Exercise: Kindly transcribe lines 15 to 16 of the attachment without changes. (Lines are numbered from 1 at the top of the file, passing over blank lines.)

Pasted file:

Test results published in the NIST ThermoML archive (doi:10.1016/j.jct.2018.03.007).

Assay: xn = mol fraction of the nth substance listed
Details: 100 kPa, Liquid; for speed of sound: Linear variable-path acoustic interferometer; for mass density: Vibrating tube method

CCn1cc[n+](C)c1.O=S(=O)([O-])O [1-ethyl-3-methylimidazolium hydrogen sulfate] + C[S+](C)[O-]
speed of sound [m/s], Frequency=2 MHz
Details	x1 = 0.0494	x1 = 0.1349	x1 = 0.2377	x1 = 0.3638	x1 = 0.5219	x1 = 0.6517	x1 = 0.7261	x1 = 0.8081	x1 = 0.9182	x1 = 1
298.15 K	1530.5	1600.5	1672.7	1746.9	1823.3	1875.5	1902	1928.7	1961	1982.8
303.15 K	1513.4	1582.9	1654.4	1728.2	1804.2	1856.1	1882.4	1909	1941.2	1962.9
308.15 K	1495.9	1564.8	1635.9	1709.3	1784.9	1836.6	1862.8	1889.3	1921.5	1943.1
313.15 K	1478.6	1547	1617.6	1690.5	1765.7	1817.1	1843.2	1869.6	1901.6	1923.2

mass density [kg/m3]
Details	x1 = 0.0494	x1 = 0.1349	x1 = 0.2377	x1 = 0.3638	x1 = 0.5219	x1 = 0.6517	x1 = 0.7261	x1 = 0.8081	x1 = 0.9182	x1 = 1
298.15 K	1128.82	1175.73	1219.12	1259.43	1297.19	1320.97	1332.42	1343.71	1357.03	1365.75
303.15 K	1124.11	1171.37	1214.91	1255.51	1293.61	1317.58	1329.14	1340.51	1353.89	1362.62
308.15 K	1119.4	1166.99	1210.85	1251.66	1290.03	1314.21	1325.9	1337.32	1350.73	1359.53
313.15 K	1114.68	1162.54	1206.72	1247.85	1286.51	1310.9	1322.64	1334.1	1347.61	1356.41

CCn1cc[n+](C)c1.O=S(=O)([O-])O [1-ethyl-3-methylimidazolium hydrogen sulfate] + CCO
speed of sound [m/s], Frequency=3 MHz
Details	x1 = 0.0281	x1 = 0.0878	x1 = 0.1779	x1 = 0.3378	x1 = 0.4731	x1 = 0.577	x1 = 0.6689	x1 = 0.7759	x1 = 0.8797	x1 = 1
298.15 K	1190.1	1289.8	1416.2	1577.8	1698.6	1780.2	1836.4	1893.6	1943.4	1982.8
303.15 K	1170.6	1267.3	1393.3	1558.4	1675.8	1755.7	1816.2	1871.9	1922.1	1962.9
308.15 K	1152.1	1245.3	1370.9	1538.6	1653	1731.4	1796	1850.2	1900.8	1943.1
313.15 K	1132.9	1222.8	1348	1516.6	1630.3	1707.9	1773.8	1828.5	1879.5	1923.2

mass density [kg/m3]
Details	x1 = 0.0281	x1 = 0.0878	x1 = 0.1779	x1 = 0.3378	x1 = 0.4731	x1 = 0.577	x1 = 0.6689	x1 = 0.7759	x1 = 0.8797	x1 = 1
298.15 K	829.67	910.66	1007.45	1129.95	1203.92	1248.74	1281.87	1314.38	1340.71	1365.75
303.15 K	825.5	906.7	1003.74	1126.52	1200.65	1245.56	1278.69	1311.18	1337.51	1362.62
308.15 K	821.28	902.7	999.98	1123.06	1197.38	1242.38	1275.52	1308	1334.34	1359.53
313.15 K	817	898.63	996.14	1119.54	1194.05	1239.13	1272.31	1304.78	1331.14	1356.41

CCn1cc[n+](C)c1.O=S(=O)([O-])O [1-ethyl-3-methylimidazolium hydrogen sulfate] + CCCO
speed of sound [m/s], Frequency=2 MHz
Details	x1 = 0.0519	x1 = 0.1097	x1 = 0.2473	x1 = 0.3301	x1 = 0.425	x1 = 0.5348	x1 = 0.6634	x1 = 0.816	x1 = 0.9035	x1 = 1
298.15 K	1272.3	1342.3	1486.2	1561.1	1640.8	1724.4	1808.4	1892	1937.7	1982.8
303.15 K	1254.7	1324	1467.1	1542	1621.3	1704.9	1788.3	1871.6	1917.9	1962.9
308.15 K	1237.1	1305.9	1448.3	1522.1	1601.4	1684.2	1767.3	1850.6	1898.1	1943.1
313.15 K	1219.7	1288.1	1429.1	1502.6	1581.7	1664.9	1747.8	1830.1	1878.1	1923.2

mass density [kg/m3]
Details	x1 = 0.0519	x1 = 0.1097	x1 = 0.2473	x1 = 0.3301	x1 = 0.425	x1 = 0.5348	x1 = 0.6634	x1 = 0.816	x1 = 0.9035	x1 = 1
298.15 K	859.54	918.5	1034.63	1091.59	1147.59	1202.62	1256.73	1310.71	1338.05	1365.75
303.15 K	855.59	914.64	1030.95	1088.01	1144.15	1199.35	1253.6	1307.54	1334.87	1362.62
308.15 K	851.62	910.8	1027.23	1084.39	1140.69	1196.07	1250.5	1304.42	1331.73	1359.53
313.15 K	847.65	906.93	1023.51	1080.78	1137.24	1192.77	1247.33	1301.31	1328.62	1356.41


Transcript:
308.15 K	1119.4	1166.99	1210.85	1251.66	1290.03	1314.21	1325.9	1337.32	1350.73	1359.53
313.15 K	1114.68	1162.54	1206.72	1247.85	1286.51	1310.9	1322.64	1334.1	1347.61	1356.41